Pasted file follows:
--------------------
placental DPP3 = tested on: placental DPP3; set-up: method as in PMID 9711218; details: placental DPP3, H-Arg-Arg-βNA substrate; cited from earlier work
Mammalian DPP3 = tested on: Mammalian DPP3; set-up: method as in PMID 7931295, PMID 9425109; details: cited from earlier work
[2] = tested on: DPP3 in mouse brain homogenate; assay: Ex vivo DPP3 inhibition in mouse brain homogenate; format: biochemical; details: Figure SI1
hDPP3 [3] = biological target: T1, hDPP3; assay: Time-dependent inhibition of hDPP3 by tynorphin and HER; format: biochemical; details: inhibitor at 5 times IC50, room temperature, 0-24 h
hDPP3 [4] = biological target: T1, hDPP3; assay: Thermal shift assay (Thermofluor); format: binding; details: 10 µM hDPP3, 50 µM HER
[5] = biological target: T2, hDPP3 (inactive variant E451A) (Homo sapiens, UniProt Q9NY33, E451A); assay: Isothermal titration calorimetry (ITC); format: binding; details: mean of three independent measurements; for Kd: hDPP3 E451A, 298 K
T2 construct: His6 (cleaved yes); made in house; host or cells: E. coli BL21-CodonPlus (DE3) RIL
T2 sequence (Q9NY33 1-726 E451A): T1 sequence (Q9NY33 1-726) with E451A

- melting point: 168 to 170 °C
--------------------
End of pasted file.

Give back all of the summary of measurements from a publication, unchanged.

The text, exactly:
placental DPP3 = tested on: placental DPP3; set-up: method as in PMID 9711218; details: placental DPP3, H-Arg-Arg-βNA substrate; cited from earlier work
Mammalian DPP3 = tested on: Mammalian DPP3; set-up: method as in PMID 7931295, PMID 9425109; details: cited from earlier work
[2] = tested on: DPP3 in mouse brain homogenate; assay: Ex vivo DPP3 inhibition in mouse brain homogenate; format: biochemical; details: Figure SI1
hDPP3 [3] = biological target: T1, hDPP3; assay: Time-dependent inhibition of hDPP3 by tynorphin and HER; format: biochemical; details: inhibitor at 5 times IC50, room temperature, 0-24 h
hDPP3 [4] = biological target: T1, hDPP3; assay: Thermal shift assay (Thermofluor); format: binding; details: 10 µM hDPP3, 50 µM HER
[5] = biological target: T2, hDPP3 (inactive variant E451A) (Homo sapiens, UniProt Q9NY33, E451A); assay: Isothermal titration calorimetry (ITC); format: binding; details: mean of three independent measurements; for Kd: hDPP3 E451A, 298 K
T2 construct: His6 (cleaved yes); made in house; host or cells: E. coli BL21-CodonPlus (DE3) RIL
T2 sequence (Q9NY33 1-726 E451A): T1 sequence (Q9NY33 1-726) with E451A

- melting point: 168 to 170 °C